Norway: $200bn pension fund eschews Wal-Mart and Freeport
Wal-Mart and Freeport have been excluded from the Norwegian government pension fund on the grounds that the companies have been responsible for either violations of human rights or environmental damage.
BP faces criminal inquiry into Alaskan oil spill
BP faces a criminal investigation in the US following its massive oil spill in Prudhoe Bay, Alaska.
Bill Gates to focus on charity
Bill Gates has announced that he is to end his day to day duties with Microsoft by 2008 to devote more time to the work of the Bill and Melinda Gates Foundation.
Apple investigating sweatshop claims on iPod
Apple Computer has said that it is investigating a UK newspaper report that claimed that workers at a Chinese factory manufacturing iPods were working 15 hour shifts for money that was half what should have been the going rate.
Reporters without Borders criticise Yahoo for worst China censorship
The anti-censorship NGO Reporters without Borders has said that the Chinese portal for Yahoo! was the clear worst offender in terms of restricting access to sources not approved by the Chinese government.
US: KFC faces suit over cooking fats
Fast food chain KFC is being sued for cooking its fried chicken in oil containing trans fatty acids which have been linked to raised cholesterol.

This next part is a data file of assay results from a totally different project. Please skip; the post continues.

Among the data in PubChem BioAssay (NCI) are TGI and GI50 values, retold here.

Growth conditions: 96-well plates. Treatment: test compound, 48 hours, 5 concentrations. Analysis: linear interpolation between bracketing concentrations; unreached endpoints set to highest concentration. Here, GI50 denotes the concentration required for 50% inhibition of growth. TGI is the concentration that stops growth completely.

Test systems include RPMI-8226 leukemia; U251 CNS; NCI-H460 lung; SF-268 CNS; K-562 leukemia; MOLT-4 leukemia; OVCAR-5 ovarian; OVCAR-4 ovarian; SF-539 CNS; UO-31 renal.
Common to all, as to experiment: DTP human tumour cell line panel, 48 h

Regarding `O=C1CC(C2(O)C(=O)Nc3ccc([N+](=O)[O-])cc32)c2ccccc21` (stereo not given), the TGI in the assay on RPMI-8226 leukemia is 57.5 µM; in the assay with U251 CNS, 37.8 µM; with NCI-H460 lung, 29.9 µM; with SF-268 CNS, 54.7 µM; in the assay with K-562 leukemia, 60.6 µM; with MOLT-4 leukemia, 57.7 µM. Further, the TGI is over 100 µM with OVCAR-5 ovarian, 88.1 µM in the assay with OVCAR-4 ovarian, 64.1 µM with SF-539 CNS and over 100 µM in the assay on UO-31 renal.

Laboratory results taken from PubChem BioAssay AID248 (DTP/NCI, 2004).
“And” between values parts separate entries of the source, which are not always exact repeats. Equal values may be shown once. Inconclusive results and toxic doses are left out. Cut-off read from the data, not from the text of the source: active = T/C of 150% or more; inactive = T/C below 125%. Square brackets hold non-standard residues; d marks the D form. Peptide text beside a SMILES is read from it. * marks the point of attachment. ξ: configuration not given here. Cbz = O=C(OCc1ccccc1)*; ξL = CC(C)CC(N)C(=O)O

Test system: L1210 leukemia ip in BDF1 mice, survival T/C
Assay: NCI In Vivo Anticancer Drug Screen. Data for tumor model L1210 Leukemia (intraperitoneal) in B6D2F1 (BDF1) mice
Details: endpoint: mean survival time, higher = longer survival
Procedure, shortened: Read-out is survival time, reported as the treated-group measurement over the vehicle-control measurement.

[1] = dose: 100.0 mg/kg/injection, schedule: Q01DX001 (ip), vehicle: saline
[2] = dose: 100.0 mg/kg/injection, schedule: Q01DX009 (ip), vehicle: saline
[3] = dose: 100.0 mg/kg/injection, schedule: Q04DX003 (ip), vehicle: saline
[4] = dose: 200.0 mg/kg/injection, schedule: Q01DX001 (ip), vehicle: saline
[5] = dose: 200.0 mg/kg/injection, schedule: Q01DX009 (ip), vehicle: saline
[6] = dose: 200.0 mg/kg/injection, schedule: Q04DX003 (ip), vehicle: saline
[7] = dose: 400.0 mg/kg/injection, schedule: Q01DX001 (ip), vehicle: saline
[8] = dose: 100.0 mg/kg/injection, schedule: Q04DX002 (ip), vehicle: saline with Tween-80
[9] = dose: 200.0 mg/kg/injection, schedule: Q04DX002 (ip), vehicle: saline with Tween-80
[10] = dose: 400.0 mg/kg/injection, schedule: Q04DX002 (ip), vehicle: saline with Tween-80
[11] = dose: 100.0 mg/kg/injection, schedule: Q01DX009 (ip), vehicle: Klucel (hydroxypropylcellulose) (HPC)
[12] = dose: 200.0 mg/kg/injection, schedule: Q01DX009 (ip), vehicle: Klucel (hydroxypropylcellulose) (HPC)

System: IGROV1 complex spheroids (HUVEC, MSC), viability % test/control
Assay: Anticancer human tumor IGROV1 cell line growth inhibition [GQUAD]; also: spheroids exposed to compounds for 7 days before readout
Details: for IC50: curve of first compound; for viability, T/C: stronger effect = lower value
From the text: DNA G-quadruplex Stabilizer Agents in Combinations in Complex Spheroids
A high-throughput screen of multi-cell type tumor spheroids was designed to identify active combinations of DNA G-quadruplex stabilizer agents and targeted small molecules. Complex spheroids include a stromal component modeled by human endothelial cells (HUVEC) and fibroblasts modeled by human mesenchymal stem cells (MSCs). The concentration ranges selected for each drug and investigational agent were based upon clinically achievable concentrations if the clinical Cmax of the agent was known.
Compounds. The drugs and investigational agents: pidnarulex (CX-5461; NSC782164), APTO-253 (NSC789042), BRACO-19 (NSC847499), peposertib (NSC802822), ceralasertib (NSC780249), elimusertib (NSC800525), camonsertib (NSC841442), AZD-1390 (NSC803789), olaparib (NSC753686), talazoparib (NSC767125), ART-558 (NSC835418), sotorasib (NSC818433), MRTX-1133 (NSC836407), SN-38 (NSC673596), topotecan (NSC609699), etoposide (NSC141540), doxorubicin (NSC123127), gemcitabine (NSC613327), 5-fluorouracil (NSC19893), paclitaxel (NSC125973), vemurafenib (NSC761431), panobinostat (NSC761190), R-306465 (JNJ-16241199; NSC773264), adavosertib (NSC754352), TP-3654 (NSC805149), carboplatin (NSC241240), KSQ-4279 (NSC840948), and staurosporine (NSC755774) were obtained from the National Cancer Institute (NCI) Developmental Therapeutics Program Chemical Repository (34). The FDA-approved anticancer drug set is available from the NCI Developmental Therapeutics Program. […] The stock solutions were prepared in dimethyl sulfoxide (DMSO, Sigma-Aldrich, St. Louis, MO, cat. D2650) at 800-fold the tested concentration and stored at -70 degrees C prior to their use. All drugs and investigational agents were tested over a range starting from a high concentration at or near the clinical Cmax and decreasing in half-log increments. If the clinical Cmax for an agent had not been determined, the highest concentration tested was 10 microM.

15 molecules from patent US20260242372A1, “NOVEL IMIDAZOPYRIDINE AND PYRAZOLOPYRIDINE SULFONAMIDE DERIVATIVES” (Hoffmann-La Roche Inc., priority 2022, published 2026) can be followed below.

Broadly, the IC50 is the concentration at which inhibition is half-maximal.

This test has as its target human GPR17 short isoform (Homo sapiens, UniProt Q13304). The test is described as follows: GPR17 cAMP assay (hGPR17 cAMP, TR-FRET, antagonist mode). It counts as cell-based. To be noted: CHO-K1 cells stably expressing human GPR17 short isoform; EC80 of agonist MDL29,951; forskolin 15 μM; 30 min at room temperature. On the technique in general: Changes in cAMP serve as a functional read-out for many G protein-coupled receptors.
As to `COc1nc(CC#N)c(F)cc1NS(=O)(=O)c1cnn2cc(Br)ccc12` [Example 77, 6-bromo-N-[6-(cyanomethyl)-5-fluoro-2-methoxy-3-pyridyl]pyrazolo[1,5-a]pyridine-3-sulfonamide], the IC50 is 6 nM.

Japan: Companies guilty of wartime slave labour, but suit fails
The High Court in Tokyo has dismissed an appeal brought by Chinese citizens against 10 companies that used them in wartime slave labour on the grounds that, although the defendants were guilty, the 20-year limit for filing a suit had long passed.
HSBC given 'sustainable bank of the year' accolade
Global bank HSBC has been named as 'sustainable bank of the year' at the Financial Times Sustainable Banking Awards.
At last - an Accountabiity Charter for NGOs
Author: Mallen Baker, dated 18 Jun 2006
Over four years ago, I wrote an article calling for some sort of charter for Non-Governmental Organisations (NGOs) - a suggestion that provoked some controversy at the time, but which proved merely an early expression of a theme that many others have taken up. Now, a group of respected international NGOs have produced just such a document.